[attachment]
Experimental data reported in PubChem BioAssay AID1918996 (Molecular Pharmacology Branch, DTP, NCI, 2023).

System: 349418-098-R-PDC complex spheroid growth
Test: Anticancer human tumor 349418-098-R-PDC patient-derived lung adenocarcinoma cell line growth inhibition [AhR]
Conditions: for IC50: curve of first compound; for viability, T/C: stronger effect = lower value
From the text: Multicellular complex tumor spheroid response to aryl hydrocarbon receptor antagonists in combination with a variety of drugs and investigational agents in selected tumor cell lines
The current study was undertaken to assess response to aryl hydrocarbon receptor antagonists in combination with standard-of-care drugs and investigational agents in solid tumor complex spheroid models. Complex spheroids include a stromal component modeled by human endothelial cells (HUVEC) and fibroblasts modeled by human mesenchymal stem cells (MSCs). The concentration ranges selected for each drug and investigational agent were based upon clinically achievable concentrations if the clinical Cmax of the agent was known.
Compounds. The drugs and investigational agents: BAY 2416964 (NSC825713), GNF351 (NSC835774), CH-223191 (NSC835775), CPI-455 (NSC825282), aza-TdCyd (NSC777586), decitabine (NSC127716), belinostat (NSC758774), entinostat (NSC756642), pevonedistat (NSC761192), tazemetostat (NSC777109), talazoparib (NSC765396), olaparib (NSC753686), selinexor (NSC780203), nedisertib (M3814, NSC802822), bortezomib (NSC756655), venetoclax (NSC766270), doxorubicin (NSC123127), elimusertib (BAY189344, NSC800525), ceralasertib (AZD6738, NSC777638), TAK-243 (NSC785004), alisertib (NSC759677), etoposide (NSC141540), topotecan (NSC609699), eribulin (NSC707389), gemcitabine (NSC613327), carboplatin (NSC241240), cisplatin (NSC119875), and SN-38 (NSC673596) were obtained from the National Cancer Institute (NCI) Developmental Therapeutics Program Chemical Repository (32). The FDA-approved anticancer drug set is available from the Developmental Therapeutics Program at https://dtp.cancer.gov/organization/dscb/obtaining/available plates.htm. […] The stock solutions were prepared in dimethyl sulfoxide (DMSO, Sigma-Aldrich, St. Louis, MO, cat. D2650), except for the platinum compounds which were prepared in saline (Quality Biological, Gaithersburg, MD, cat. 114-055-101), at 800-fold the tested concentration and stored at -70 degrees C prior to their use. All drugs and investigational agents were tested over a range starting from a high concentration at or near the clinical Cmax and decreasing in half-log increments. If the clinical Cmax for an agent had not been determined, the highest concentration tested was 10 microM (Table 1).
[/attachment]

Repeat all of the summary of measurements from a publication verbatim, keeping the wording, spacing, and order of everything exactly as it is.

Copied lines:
Experimental data reported in PubChem BioAssay AID1918996 (Molecular Pharmacology Branch, DTP, NCI, 2023).

System: 349418-098-R-PDC complex spheroid growth
Test: Anticancer human tumor 349418-098-R-PDC patient-derived lung adenocarcinoma cell line growth inhibition [AhR]
Conditions: for IC50: curve of first compound; for viability, T/C: stronger effect = lower value
From the text: Multicellular complex tumor spheroid response to aryl hydrocarbon receptor antagonists in combination with a variety of drugs and investigational agents in selected tumor cell lines
The current study was undertaken to assess response to aryl hydrocarbon receptor antagonists in combination with standard-of-care drugs and investigational agents in solid tumor complex spheroid models. Complex spheroids include a stromal component modeled by human endothelial cells (HUVEC) and fibroblasts modeled by human mesenchymal stem cells (MSCs). The concentration ranges selected for each drug and investigational agent were based upon clinically achievable concentrations if the clinical Cmax of the agent was known.
Compounds. The drugs and investigational agents: BAY 2416964 (NSC825713), GNF351 (NSC835774), CH-223191 (NSC835775), CPI-455 (NSC825282), aza-TdCyd (NSC777586), decitabine (NSC127716), belinostat (NSC758774), entinostat (NSC756642), pevonedistat (NSC761192), tazemetostat (NSC777109), talazoparib (NSC765396), olaparib (NSC753686), selinexor (NSC780203), nedisertib (M3814, NSC802822), bortezomib (NSC756655), venetoclax (NSC766270), doxorubicin (NSC123127), elimusertib (BAY189344, NSC800525), ceralasertib (AZD6738, NSC777638), TAK-243 (NSC785004), alisertib (NSC759677), etoposide (NSC141540), topotecan (NSC609699), eribulin (NSC707389), gemcitabine (NSC613327), carboplatin (NSC241240), cisplatin (NSC119875), and SN-38 (NSC673596) were obtained from the National Cancer Institute (NCI) Developmental Therapeutics Program Chemical Repository (32). The FDA-approved anticancer drug set is available from the Developmental Therapeutics Program at https://dtp.cancer.gov/organization/dscb/obtaining/available plates.htm. […] The stock solutions were prepared in dimethyl sulfoxide (DMSO, Sigma-Aldrich, St. Louis, MO, cat. D2650), except for the platinum compounds which were prepared in saline (Quality Biological, Gaithersburg, MD, cat. 114-055-101), at 800-fold the tested concentration and stored at -70 degrees C prior to their use. All drugs and investigational agents were tested over a range starting from a high concentration at or near the clinical Cmax and decreasing in half-log increments. If the clinical Cmax for an agent had not been determined, the highest concentration tested was 10 microM (Table 1).